The Erring Past: Places of low social functioning
In the World of Innovation, South Korea is king and Canada barely brakes the Top 20. Too bad this isn’t an international hockey competition!
Bloomberg News “Fifty Most Innovative Economies” admits a bias towards places where, “the comparative advantage is still relatively cheap labor” rather than cutting-edge innovation. One has to beware of these ‘sweat shop’ visions of Dystopia. Where is the happiness index in countries where Big Brother is still watching?
Still, the neighbour to the north—Kim Jong-un—is one reason people are not flocking to South Korea in search of a better life. Other Canadian competitive advantages include:
- Flexibility in job placement;
- Universal Health Insurance
- Modern highway system
- Ease of entrepreneurial start-ups;
- Religious tolerance;
- Social mobility;
- (Small-L) liberal values, and
The price of real estate in Vancouver and Toronto notwithstanding, what about Canada? What course of action might elevate its ranking along with the sagging national currency?
The break-up of OPEC could not have come at a better time for Canada. Just one month after a new federal regime took power in Ottawa the cattle-prod effect of the bottom falling out of the oil and gas market gives the new Liberal government all the incentive necessary for dismantling the pet project of the ancien regime. Pivot away from oil and gas to embark on… what?
Not all news is bad out of Canada. Despite its gory record in the once-lucrative energy field, the nation is a global leader in renewable energy. Bloomberg’s Innovation Index points squarely at “value added” ventures. Lagging in the Canadian economy are fundamentals like: food production, and refining products rather than shipping resources raw. Added value means added Canadian GDP and more jobs. Thus, Canada enjoys a gigantic advantage for innovating with production and manufacturing in a tech and fuel rich environment. Value-added in Canada should mean pushing the envelope to produce:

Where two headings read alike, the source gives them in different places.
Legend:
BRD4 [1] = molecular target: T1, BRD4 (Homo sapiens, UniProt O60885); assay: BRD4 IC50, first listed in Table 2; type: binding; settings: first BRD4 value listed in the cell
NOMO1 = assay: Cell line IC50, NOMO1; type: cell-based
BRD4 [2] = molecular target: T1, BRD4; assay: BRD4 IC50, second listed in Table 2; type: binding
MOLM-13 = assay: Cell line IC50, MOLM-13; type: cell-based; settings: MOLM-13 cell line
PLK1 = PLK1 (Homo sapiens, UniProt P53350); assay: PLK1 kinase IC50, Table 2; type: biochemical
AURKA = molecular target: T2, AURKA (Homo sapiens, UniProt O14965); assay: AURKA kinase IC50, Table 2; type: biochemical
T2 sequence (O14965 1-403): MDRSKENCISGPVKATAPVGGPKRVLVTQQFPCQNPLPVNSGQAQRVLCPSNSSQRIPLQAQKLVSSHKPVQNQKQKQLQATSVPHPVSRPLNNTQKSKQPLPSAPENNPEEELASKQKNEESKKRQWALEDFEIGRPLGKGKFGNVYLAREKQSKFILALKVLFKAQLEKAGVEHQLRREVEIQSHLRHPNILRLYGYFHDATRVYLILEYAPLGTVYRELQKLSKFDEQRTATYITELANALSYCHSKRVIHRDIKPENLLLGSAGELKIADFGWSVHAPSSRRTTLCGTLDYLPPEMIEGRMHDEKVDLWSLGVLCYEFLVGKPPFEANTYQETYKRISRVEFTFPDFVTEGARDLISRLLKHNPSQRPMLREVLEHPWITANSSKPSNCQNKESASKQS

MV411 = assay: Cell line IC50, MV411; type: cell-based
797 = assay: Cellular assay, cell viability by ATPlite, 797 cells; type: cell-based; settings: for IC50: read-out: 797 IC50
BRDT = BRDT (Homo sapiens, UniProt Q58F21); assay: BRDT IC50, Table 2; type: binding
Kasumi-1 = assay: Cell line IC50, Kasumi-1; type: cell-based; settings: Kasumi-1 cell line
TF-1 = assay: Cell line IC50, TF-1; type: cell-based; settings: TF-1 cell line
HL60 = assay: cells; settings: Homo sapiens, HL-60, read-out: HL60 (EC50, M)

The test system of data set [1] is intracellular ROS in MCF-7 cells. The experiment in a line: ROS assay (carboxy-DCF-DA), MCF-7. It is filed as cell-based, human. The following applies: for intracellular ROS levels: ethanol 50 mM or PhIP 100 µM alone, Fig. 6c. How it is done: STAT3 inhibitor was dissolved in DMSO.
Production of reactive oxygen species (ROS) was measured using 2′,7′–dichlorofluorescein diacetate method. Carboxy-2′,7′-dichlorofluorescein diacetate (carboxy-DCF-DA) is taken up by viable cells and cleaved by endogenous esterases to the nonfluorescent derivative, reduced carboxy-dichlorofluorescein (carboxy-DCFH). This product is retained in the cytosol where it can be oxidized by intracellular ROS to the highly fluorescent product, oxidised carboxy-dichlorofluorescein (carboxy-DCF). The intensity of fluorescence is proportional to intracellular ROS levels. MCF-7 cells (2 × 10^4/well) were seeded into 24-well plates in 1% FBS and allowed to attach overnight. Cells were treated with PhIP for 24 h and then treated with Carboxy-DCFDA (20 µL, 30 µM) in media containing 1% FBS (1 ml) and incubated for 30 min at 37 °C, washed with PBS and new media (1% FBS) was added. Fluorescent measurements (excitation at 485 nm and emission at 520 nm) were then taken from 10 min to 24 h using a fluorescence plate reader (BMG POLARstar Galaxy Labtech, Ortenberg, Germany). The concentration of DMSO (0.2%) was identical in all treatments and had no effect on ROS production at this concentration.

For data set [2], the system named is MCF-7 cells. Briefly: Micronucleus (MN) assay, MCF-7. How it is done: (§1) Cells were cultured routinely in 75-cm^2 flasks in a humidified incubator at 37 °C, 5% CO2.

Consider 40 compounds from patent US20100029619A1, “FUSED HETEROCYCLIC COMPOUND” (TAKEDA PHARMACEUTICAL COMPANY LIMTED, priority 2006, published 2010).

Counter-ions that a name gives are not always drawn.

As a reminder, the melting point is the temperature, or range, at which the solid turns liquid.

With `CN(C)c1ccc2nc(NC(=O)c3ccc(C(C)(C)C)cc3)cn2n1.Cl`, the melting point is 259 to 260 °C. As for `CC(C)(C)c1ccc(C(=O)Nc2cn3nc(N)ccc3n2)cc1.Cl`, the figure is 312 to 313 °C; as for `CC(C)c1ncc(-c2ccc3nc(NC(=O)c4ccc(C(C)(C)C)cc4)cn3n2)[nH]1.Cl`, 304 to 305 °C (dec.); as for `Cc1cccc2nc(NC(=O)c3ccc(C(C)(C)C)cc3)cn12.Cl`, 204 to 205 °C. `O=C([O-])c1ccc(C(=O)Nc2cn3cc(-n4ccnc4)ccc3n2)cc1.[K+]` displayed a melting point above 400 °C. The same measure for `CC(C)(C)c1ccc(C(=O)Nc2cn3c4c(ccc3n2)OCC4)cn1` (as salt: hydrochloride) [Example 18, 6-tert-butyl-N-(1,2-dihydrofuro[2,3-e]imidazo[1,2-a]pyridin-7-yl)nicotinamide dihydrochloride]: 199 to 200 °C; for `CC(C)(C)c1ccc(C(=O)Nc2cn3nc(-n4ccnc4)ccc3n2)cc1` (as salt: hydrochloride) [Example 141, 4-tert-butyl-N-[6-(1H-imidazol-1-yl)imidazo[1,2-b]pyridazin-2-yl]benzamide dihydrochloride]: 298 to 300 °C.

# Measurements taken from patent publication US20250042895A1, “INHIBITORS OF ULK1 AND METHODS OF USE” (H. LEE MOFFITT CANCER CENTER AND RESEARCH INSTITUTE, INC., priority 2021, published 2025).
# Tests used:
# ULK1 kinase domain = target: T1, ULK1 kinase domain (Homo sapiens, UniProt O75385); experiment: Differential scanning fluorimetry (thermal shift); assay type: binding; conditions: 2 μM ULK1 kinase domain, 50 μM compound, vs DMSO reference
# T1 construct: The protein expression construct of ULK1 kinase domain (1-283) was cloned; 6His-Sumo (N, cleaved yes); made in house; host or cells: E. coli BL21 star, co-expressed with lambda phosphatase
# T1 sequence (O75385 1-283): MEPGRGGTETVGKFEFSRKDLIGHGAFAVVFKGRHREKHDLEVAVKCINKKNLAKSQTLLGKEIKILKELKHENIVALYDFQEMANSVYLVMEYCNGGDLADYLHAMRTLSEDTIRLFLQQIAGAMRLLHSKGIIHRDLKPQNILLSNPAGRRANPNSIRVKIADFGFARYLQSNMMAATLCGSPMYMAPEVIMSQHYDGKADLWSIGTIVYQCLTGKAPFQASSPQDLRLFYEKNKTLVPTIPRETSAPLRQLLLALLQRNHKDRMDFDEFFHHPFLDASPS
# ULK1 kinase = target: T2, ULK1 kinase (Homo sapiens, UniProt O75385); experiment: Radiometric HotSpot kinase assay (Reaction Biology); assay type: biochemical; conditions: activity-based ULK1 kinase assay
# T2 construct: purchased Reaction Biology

- Electrical vehicles and components;
- Space exploration vehicles and components;
- Hi-tech transit vehicles and components;
- Cutting-edge, hi-efficiency entry-level homes;
- World class education and medical care;
- Sustainable urbanism in hi-functioning mixed societies.
These opportunities have Canadian-red maple leafs painted all over them.
But the memo has not been read beyond the hydro-electric generating community. Bombardier has entered penny-stock territory. Canadian cities and suburban centers have turned away from building green, walkable communities and livable streets. And our big corporations are raping the land and shipping raw.
We must re-discover the lost balance between planning for what promises to be a burgeoning wave of new electric vehicles and the need for communities to live in harmony with their incredible natural surroundings. Our multiculturalism paves the way to compete for global leadership in any number of areas of expertise.
Germany, Sweden, Japan and Switzerland rounded out the top five in the 2016 Bloomberg Innovation Index. Yet, the sweet-spot may well at the 9 & 10 spots held by Denmark and France. With the right mix of innovation and persistence Canada can cozy up to number 11 or 12 position.
Add a happiness index to Bloomberg’s table and see the matrix shift dramatically.